For example, you might want to stop thinking of screen sizes.

Some Android developers are fixated on finding screen dimensions, then trying to use them. For example, in Compose UI, you can find the screen height using LocalConfiguration.current.screenHeightDp.

However, this is not really a good idea… because your app may not be using the full screen.

Most Android devices nowadays support split-screen mode. Many users will not be using that mode, but some will. In split-screen mode, your app’s window is not going to take up the full screen, but rather only part of it.

Chrome OS devices, and specialty “desktop-style environments” like Samsung DeX, use Android’s free-form multiwindow support. In this case, your app’s window also is not going to take up the full screen, but rather only part of it. Many users will not be using this sort of device or environment, but some will.

With “foldables”, the screen size can change, and users may be more prone to use split-screen mode. We might soon get “rollable” phones. Who knows what other form factors will follow those? After all, who would have predicted the LG Wing?

(personally, I half expect the next segment to be “crumple-ables”)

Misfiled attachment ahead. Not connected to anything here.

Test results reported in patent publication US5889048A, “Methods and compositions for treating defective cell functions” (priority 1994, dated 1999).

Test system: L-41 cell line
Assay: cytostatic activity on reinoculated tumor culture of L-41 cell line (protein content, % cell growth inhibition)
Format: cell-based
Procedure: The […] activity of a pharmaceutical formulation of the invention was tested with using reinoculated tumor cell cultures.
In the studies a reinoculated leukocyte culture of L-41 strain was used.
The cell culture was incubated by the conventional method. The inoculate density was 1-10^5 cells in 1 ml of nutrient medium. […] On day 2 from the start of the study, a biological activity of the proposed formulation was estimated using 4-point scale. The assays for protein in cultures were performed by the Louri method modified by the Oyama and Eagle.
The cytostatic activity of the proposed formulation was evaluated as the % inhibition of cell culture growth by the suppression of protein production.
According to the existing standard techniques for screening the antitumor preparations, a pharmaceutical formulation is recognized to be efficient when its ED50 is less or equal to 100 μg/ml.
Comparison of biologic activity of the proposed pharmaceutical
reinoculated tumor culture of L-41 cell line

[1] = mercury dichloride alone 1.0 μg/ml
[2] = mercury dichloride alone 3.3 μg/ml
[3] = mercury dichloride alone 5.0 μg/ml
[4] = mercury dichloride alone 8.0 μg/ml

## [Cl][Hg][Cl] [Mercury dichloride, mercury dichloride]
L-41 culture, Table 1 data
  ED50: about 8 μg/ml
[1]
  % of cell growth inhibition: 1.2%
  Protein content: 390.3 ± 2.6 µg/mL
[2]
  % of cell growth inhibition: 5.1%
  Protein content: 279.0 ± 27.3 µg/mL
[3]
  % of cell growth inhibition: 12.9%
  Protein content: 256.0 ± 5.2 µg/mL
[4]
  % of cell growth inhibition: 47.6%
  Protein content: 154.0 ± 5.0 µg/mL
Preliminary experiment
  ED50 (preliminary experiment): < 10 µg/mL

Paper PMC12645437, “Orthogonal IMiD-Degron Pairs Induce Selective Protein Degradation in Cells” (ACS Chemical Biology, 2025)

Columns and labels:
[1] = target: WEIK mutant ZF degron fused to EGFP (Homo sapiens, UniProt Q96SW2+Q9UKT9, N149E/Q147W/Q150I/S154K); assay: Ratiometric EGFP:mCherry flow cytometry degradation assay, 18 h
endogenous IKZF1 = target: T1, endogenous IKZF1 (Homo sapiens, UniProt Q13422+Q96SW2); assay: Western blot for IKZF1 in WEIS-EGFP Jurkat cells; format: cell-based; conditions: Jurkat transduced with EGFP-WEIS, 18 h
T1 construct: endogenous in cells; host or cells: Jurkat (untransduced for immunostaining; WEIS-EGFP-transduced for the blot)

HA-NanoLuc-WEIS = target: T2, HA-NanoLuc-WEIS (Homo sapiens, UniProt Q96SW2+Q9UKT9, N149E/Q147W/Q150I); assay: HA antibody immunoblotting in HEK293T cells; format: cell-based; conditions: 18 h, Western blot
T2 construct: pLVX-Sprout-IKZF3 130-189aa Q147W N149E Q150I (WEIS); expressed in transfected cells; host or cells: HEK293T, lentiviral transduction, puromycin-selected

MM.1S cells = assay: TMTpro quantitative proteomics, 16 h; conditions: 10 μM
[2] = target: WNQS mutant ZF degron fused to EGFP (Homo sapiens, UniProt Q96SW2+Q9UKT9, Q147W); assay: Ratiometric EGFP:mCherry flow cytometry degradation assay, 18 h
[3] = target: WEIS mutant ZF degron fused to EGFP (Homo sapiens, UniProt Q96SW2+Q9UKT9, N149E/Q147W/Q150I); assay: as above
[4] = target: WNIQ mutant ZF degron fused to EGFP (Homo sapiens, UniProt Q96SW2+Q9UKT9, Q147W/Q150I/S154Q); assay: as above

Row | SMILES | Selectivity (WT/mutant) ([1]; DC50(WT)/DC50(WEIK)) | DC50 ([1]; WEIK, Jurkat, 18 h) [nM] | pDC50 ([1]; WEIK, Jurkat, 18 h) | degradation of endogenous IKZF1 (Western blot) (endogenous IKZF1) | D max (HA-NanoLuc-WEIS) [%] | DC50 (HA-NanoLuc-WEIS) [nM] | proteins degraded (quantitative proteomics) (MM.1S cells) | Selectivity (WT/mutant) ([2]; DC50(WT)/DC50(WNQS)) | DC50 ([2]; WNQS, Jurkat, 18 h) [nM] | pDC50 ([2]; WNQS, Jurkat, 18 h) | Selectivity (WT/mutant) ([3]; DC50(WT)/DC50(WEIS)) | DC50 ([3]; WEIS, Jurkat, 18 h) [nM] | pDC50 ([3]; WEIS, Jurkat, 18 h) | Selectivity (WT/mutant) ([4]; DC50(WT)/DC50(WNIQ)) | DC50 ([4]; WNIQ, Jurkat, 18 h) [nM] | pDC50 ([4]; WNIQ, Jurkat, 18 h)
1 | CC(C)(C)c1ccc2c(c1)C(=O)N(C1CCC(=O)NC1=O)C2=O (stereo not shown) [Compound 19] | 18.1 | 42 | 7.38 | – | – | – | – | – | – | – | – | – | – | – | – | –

You might look at all of those and conclude that none of them are very popular. That may well be true. However, combined, the number of users using one of those environments might be interesting.

More importantly, manufacturers keep trying, presumably with some encouragement and support from Google. Eventually, something is going to become a hit, either on its own merits or because Apple decides that it is cool.

In other words, the era of “one screen = one app” most likely is coming to a close.

So, rather than think in terms of “how big is the screen?”, think instead in terms of “how much space do I have?”. We saw this a few weeks ago in the “How Big Are We?” post in the “One Off the Slack” series. You can use things like BoxWithConstraints or onSizeChanged() to be able to adapt your UI to match the available space, and let the system worry how much space that is.

Adopting Compose UI will require a significant overhaul of your UI code, as you adopt Compose UI progressively through your app. While you are making those changes, think through what other assumptions your code is making, and see if you can avoid making those assumptions, to better future-proof your UI. After all, you never know when someday your app needs to run on a phone that the user can just crumple up and shove in their pocket.